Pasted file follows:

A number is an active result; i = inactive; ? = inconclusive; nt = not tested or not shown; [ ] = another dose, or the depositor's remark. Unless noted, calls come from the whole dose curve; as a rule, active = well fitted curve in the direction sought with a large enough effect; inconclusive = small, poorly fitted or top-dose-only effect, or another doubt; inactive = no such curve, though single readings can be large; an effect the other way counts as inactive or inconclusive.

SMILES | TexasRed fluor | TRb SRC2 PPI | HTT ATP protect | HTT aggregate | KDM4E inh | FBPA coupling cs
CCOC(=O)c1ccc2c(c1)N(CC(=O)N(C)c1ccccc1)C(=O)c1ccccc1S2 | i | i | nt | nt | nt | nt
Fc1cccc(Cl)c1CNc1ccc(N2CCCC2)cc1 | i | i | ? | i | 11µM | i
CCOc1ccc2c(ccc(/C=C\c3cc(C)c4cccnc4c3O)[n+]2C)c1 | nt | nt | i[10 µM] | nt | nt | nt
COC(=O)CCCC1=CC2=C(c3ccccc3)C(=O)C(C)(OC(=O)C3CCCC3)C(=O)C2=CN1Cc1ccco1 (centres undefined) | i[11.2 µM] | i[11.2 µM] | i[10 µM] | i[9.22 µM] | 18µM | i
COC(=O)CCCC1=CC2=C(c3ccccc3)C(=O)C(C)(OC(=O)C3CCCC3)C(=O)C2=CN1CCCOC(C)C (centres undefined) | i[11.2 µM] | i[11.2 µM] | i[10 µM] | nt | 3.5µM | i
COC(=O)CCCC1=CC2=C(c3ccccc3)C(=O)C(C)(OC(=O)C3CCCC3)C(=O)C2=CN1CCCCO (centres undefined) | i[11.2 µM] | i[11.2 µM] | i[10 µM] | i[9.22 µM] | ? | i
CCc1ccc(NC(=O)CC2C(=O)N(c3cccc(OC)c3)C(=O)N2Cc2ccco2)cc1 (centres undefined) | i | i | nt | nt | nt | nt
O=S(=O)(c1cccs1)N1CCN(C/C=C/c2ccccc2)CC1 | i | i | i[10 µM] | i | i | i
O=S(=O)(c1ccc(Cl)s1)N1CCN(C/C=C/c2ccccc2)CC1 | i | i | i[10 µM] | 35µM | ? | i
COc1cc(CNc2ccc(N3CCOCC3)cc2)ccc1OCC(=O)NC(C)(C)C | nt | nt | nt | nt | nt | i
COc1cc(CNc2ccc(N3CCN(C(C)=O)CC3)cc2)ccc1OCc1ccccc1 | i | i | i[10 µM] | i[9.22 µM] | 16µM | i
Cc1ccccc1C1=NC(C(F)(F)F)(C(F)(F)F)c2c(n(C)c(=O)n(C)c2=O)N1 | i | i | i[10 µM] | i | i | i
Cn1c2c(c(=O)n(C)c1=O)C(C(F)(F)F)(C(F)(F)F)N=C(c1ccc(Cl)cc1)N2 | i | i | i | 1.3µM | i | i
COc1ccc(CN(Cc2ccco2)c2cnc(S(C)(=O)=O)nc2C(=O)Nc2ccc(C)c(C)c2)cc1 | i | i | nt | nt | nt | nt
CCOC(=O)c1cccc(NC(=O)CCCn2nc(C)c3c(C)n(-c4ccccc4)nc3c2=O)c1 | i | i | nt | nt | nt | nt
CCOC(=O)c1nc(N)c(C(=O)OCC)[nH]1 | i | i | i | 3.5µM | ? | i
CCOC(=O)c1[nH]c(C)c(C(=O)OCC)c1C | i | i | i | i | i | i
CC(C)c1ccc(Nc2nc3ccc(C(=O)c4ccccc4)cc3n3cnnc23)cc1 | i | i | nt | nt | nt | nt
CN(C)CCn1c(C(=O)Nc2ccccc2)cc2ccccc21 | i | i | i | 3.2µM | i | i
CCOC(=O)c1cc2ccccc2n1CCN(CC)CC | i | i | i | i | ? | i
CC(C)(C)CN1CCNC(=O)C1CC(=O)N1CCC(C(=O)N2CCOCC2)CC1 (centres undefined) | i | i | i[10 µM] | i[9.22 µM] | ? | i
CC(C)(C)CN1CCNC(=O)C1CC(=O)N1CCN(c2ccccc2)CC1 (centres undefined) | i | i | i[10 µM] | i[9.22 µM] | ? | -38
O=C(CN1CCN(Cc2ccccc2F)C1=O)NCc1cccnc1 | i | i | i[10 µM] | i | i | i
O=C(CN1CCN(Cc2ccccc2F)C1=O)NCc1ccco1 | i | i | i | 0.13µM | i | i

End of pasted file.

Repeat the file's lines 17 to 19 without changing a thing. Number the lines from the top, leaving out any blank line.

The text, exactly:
CCOC(=O)c1cccc(NC(=O)CCCn2nc(C)c3c(C)n(-c4ccccc4)nc3c2=O)c1 | i | i | nt | nt | nt | nt
CCOC(=O)c1nc(N)c(C(=O)OCC)[nH]1 | i | i | i | 3.5µM | ? | i
CCOC(=O)c1[nH]c(C)c(C(=O)OCC)c1C | i | i | i | i | i | i